AWS recently made AWS Bottlerocket generally available after its announcement a few months ago. While a slimmed-down OS to more efficiently run containers is not a new idea, we expect AWS Bottlerocket to take off (pun intended) given its native integration with popular AWS services and focus on security. These core benefits allow teams to focus more on driving business benefits, such as better resource utilization and cost management than alternative solutions.
What is AWS Bottlerocket?
An operating system specifically designed to run containers, AWS Bottlerocket is a lightweight Linux distribution built with only the software and services containers require. And it is one of the few Amazon Machine Images (AMI) developed and provided by AWS that is open source, available on GitHub — with a public roadmap.
AWS Bottlerocket benefits
Being open source gives clients the flexibility to add customizations or create custom Variants to meet their specific needs. Variants take Bottlerocket and package it with different combinations of software, and file systems, depending on the particular use case. Even AWS has its own Variants. For example, AWS has an ECS Variant and a Kubernetes Variant of Bottlerocket.
Bottlerocket does come with support by AWS, which can help address gaps in support for some teams. This support makes AWS Bottlerocket especially beneficial for companies running containers in a production environment that needs official support as the AWS-provided builds of Bottlerocket are covered under AWS Support plans. Indeed, the first major release will receive security and bug fix updates for three years.
In addition, two of the most significant benefits of Bottlerocket are its integration with other AWS services and its focus on security. Let's examine each of these:
Optimized for integration into AWS services, Bottlerocket enables teams to easily troubleshoot issues by providing an admin container to install and use debugging tools like sosreport, traceroute, strace, tcpdump. Businesses also benefit from increased uptime of their containers by integrating with AWS EKS orchestration; Bottlerocket performs updates by draining containers on hosts being updated and places them on other vacant hosts in the cluster. In the event of a failure, the update can be safely rolled back by the orchestrator. Note that Bottlerocket's ECS integration is currently in preview.
To deploy, operators can launch Bottlerocket just like any other AMI, and it can be managed via AWS Systems Manager using the remote API. For administration, users can SSH into the Admin container with the keys provided when the instance was launched.
While the slimmed-down OS creates a thinner attack surface, Amazon follows a "Security First" approach in several other ways. First, it has removed all shells and interpreters, eliminating the risk of them being exploited or by users escalating privileges by escape. Second, it enables Security-Enhanced Linux (SELinux) policies to enforce by default. These policies help keep separation between the containers and the kernel. If a user were to somehow break into the filesystem, Bottlerocket leverages a dm-verify tool to validate and track any changes made. Last, the binaries are secured with hardened flags to keep users or programs from executing them.
AWS Bottlerocket advantages
While similar container host operating systems — such as CoreOS, RancherOS, or Talos — already exist, these OSs are very minimal in that they ship with only the absolute required software to run containers and don’t include package managers — making it difficult to add/remove packages and perform upgrades.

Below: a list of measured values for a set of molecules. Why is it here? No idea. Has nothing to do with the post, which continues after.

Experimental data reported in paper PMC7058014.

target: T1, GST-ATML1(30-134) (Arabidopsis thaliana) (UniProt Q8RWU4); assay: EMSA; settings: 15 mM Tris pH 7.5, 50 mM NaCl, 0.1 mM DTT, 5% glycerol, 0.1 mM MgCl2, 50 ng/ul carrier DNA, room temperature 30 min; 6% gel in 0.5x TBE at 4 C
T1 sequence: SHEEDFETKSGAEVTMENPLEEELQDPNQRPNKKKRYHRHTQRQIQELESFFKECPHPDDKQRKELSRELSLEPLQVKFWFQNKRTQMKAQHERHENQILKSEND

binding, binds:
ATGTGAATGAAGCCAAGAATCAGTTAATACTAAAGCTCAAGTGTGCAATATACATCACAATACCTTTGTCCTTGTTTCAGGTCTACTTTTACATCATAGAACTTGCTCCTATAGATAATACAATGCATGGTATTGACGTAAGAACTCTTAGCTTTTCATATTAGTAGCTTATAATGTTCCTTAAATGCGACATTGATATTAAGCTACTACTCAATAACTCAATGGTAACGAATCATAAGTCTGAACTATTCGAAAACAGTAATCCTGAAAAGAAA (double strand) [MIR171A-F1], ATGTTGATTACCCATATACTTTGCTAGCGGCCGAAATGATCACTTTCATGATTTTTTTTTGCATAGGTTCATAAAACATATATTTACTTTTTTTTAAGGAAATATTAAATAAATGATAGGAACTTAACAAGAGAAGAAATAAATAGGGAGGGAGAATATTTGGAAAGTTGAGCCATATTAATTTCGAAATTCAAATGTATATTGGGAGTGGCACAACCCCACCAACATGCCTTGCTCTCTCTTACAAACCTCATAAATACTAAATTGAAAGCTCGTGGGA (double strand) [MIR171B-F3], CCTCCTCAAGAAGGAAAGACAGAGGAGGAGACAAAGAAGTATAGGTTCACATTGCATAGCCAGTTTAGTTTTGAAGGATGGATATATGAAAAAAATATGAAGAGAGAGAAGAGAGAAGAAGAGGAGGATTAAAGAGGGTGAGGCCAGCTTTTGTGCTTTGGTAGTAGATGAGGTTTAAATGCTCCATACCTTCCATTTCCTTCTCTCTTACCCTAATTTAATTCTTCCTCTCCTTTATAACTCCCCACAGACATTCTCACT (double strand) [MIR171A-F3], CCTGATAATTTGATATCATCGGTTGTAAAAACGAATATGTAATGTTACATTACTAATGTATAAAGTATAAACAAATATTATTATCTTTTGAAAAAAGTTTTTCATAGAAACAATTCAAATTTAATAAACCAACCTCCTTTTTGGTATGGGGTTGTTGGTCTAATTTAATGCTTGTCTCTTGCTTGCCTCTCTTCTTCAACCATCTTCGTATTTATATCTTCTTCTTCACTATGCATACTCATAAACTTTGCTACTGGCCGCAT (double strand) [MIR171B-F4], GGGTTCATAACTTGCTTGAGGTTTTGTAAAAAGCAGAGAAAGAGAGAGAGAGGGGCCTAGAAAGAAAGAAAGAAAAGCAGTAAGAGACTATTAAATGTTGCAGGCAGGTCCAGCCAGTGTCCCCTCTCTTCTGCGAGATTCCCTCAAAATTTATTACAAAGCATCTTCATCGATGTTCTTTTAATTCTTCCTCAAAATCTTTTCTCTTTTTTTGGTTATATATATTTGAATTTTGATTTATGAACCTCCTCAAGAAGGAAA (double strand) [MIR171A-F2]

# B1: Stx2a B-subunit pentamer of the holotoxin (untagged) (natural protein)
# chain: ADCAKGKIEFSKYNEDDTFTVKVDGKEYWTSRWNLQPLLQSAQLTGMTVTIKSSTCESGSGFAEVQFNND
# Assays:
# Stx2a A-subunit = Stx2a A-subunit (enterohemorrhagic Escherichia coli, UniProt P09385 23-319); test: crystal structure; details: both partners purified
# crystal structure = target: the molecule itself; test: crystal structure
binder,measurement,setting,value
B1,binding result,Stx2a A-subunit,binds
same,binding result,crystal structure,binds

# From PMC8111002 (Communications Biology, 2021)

To address the issue with upgrading, Amazon based Bottlerocket’s transactional upgrades on The Update Framework (TUF), which downloads an image-based upgrade to alternate or "unmounted" partitions. Then a tool called updog toggles the partition priority and can even fall back on failure. This framework allows the OS to be upgraded in one step without a reboot or the risk of package-by-package upgrades having issues and leaving the OS in an unknown state. Upgrades can be triggered automatically using Kubernetes Operator or manually via the API.
In addition, all of these container operating systems (including Bottlerocket) come with read-only filesystems to mitigate users or programs from making changes that could break something in the underlying operating system. In addition to this, however, AWS Bottlerocket features
isolation of container runtimes. One container runtime is the one known by kubelet, where all the pods will land when started, and the other is known as a Host container, used to control the host. This container can be one of two other types of containers, decided by the user: either a Control container used for remote API access or the Admin container, used for deep debugging and exploration.
Avoiding the metadata weeds
Amazon leverages metadata heavily in the configuration of the different settings needed by Bottlerocket. We can get pretty deep in the weeds talking about this subject. Still, the use of metadata addresses several challenges found in a secure, optimized container operating system running in the cloud.
As container popularity continues to grow, Amazon saw a need for a Linux distribution that would address its customer’s security and operations needs . Leaving aside the debate as to whether a new distribution was needed or not, AWS Bottlerocket does bring several unique features to market that can increase the security of container environments with the added benefit of AWS service integration. And, importantly, Bottlerocket helps companies achieve these advantages at scale.
Can we help your organization develop a container strategy and implement the tools and frameworks necessary to achieve containerization at scale? Talk to our container consulting team today.
Post Date: 15-10-2020